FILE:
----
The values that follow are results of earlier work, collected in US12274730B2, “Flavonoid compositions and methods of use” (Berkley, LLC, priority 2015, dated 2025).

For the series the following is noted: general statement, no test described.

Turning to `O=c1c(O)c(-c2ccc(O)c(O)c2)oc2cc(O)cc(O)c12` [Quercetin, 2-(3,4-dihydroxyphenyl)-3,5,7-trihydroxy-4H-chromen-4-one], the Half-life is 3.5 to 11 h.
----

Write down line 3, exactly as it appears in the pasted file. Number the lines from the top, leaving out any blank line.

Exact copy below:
Turning to `O=c1c(O)c(-c2ccc(O)c(O)c2)oc2cc(O)cc(O)c12` [Quercetin, 2-(3,4-dihydroxyphenyl)-3,5,7-trihydroxy-4H-chromen-4-one], the Half-life is 3.5 to 11 h.